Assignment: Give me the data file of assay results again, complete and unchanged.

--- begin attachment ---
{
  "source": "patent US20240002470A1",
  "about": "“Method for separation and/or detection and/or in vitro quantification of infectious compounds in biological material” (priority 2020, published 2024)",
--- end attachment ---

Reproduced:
{
  "source": "patent US20240002470A1",
  "about": "“Method for separation and/or detection and/or in vitro quantification of infectious compounds in biological material” (priority 2020, published 2024)",